The 7 most asked questions to a couples therapist

The 7 most asked questions to a couples therapist

The 7 most asked questions to a couples therapist

To be happy with your partner until the end of your life – who doesn’t want that? But the reality is usually very different. Conflicts, relationship problems and other challenges put our love to the test. But finding a partner is also often a challenge. We therefore sought advice and went along with it Leonie Wilke spoken by myndpaar. Together with her father and couples therapist Ulrich Wilke she developed myndpaar, the relationship app for singles and couples.

Couple therapist answers the 7 most frequently asked relationship questions What is the secret of a good relationship?

Leonie Wilken (mynd couple): The secret of a good relationship is actually no secret. It’s relatively mundane. The basis of a good relationship consists of three components: love, respect and trust. Love means accepting your partner as he is without wanting to change him. Also unconditionally. Respect means respect for being different and appreciating it. Expressing appreciation is one of the most important foundations of a successful partnership. When that succeeds, trust is built. You feel accepted in your being. You don’t have to defend yourself, explain and fight.

When it comes to relationships, which saying is true: opposites attract or like attracts like?

Both sayings apply. However, the basic values ​​in a partnership should be compared as a basis. The more stable the basis of a partnership, the easier it is for opposites to arise and exist. Acceptance, esteem and respect are prerequisites. Ethical foundations should also be similar. Opposites that attract each other can create a tingling feeling, arouse curiosity and create new perspectives and boundary crossings. But a relationship based solely on this will not last forever.

What are the biggest challenges in a relationship?

The biggest challenges in a relationship are changing and breaking routines and habits. This also applies to the development of new roles. This can be, for example, the start of a new job or the birth of a child. Incisive experiences such as job loss, infidelity, illness, burnout or the death of a monthly or friend pose massive challenges for a partnership. The same applies here: the more stable the foundation of a partnership, the better crises can be overcome. However, when couples fight over who sees the world correctly, every little difference poses a big challenge.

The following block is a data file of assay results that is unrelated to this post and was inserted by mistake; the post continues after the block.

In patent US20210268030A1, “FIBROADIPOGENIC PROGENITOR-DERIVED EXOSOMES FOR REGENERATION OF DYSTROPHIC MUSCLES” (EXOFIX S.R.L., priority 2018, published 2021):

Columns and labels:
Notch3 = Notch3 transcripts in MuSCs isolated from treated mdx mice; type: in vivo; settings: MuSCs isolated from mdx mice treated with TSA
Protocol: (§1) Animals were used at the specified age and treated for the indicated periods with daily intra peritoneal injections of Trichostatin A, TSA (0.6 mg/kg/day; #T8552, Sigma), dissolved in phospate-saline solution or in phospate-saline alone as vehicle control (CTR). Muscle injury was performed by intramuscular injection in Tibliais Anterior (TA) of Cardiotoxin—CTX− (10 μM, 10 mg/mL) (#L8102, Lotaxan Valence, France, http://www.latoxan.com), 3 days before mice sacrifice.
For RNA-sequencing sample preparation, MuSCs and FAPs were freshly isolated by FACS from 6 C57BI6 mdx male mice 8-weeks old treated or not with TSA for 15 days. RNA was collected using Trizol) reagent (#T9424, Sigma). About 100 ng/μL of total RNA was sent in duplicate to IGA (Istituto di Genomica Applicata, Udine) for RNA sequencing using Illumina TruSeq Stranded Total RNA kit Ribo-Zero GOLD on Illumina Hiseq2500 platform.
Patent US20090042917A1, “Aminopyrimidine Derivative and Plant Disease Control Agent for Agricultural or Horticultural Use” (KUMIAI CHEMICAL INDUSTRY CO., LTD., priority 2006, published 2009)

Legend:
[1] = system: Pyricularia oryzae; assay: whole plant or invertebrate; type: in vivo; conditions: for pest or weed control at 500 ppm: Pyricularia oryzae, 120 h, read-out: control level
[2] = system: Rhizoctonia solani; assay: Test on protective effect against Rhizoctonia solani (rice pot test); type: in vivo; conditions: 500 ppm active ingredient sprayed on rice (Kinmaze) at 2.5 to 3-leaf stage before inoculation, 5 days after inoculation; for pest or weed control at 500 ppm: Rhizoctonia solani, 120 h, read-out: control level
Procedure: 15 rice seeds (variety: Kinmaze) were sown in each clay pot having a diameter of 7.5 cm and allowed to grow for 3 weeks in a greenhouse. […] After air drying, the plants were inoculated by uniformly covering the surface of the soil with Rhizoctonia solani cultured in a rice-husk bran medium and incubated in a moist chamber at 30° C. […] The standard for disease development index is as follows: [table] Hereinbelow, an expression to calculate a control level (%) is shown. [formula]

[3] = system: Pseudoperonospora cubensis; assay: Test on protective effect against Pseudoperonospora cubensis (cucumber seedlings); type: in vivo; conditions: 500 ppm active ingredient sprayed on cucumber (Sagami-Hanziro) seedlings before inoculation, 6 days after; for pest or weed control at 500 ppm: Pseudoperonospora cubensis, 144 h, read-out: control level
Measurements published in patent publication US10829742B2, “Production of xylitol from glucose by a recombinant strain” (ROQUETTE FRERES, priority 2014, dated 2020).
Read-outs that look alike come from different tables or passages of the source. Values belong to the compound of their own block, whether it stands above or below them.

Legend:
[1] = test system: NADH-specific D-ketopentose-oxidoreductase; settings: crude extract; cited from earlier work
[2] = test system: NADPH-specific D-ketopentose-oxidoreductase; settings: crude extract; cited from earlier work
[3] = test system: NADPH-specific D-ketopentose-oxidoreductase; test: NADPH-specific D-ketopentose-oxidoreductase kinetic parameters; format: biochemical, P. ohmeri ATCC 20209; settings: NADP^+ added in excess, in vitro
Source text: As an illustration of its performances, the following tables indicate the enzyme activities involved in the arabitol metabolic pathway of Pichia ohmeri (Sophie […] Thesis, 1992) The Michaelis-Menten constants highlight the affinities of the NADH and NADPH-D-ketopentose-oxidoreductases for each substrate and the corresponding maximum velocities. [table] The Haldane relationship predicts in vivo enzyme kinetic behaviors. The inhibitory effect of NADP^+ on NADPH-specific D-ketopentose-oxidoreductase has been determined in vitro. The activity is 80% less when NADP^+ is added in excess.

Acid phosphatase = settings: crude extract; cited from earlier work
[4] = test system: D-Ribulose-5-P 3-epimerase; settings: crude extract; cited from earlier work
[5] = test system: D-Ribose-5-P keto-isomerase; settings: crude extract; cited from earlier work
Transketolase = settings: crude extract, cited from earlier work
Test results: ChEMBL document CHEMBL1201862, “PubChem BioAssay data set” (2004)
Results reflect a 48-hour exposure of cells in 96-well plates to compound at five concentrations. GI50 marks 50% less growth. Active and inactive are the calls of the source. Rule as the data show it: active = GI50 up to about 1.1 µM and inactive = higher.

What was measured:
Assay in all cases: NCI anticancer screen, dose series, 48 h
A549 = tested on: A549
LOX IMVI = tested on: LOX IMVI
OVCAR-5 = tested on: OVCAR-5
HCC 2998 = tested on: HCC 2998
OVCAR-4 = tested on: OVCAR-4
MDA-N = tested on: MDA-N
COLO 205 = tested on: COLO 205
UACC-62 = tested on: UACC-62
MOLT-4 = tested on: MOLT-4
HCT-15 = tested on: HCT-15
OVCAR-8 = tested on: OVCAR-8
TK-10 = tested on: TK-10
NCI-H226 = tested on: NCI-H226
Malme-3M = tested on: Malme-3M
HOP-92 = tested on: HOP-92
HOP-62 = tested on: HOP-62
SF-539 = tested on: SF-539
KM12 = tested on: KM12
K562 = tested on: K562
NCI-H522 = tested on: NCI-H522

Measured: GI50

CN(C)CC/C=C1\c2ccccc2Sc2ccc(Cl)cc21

Jealousy is a common argument in many relationships: how do you deal with it as a couple?

Jealousy is actually a common problem. Jealousy is “ideally” suited so that familiar feelings such as “I’m not enough”, “I’m not right”, “I’m not enough” are constantly updated. This can go so far that one of the two drives jealousy to such an extreme that it actually comes true in the end in the sense of self-fulfilling prophecies. What is the result? “You see, I’ve always known it.” Jealousy is a passion that eagerly seeks what creates suffering. 1

How do you manage to maintain passion even after a long-term relationship?

In a long relationship, it’s normal for passion to wane temporarily. In order for the slacking to remain temporary, it is also important here to interrupt rituals and cherished habits from time to time and to create uncertainties. It can be small things. It is important that new things can only emerge in uncertainty. Everything else is already certain. For example, a weekend in a nice hotel can be wonderfully interactive.

What is the best way to deal with relationship problems?

In relationship problems, it is important to avoid complaining about your partner. To keep your ears open, it is advisable to start with appreciation and then describe your own feelings and impressions. You should only talk about yourself – without accusation, even if it’s difficult.

In which case does a relationship no longer make sense?

A separation makes the most sense when your own suffering becomes so great that your mental and physical health increases massively. Everything else is observer dependent. What some consider sensible, others consider too early, etc. Since people unconsciously often look for partners with whom suffering and old patterns can be maintained, the painful meaning of the partnership agreement lies precisely in this apparent paradox.

1 Franz Grillparzer, (1791)

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